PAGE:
Feb 24 2011
As you know, I’ve been chairing the sub committee with legislation to make changes to the Department of Employment of Workforce’s (DEW) handling of unemployment claims. Before the reform in 2010, hundreds of millions of dollars have been doled out to recipients that have quit or have been fired for cause. The previous Employment Security System (ESC) mismanaged this agency for years. They’re actions combined with the great recession combined with the Fed’s constant extensions have put SC in a $ 1 billion hole.
-If a claimant applies for a job and fails the employer’s drug test, benefits are discontinued
-repairing the “anomaly” – Some SC employers had surplus payments, very few claims, yet found a huge increase in charges. This involved a small amount of employers and can be repaired easily. Click here to view more details on the anomaly
The 2010 legisaltion creates 20 rate classes. The 45,426 employers in class 1 pay $ 4.31 per employee per year and the 5,601 employers in class 20 are charged $1121 per employee per year. As you can assume, we’ve got a lot of happy employers and some unhappy employers, however, there is no industry average above class 11. Industries hit hardest are temporary staff firms and manufacturers.
In 2010, the new rate classes were based on several factors. Some employers had laid off many employees and many in SC laid off none. In the past, employers that never used the system were unfairly charged high rates, while employers with many layoffs were creating large deficits. Some employers are even accused of using the unemployment system as a business model. In other words, “gaming” the system at the expense of other employers in SC. Along with experience ratings, the rate classes take into consideration whether the employer had a surplus or deficit in their payments.
DEW’s lookback for these rates was only 7 years. The legislature wanted to go back 10, but did not have the necessary data. Some employers claim that they’ve been paying into the system for 20+ years yet after the recession in 2008, were unfairly put in high categories.
Other employers were placed in a low category. They claim they’ve been “subsiding” the system and finally deserve some relief.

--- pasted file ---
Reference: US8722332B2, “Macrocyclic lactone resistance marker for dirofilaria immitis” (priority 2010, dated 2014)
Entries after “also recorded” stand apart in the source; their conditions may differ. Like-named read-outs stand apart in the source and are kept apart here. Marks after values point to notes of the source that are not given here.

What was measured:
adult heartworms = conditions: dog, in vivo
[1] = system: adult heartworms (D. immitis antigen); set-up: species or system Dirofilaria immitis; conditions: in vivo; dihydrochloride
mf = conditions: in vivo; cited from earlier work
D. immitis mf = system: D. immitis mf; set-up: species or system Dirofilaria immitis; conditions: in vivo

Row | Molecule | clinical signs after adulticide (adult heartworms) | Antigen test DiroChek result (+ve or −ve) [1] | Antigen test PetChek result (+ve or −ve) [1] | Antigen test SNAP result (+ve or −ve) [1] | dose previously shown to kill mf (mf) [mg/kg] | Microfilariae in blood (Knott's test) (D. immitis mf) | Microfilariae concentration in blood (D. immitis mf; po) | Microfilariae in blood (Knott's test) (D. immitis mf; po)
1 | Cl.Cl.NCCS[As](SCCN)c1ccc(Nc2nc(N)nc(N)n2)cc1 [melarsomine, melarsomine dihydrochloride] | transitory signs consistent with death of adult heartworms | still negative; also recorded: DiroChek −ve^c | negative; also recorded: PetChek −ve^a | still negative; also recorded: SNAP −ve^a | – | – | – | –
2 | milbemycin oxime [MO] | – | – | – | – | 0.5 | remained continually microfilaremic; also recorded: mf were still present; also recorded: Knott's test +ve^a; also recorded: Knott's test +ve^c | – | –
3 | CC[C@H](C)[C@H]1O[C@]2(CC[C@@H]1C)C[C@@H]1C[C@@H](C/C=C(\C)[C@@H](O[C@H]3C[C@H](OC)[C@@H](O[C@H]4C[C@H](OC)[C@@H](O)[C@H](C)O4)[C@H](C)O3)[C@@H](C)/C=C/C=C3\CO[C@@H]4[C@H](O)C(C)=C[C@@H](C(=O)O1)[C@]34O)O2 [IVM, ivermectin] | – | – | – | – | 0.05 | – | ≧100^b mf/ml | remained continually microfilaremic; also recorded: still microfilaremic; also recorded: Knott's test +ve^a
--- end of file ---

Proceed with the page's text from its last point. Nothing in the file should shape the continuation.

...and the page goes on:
These projected rates were made public in May of last year. The accusation that anyone was withholding information is entirely inaccurate. I understand employers’ dissatisfied with rates, but the process in 2010 was as transparent as possible in dozens of meetings open to the all employer associations, the press, citizens, and members of the general assembly.
The bill’s got to be paid. The committee has considered many options. Bonding the federal debt would violate the constitution. Extending the payment out doesn’t offer much relief. The only way to give substantial relief to employers is to revisit the rate classes. The committee has looked at several scenarios. There have been members considering scenario 10. If you click here, scroll down to scenario 10 to see the chart. Whether the committee agrees with any solution or not, we have been assigned the task of assisting members that want to offer an alternative. The math is very complicated and adjustments need to go through the process with DEW.
We’ve been asked to create an amendment based on scenario 10. Scenario 10 adds $200 to class 1 and proportionally increases rates to class 12. The relief is given proportionally to classes 13-20 with class 20 getting the most reduction. Class 1 would be charged $210.30 while class 20 is reduced to $ 744.33. This plan gives relief to a small amount of heavy users, yet increases rates to more than 1/2 of the employers in SC with little or no use.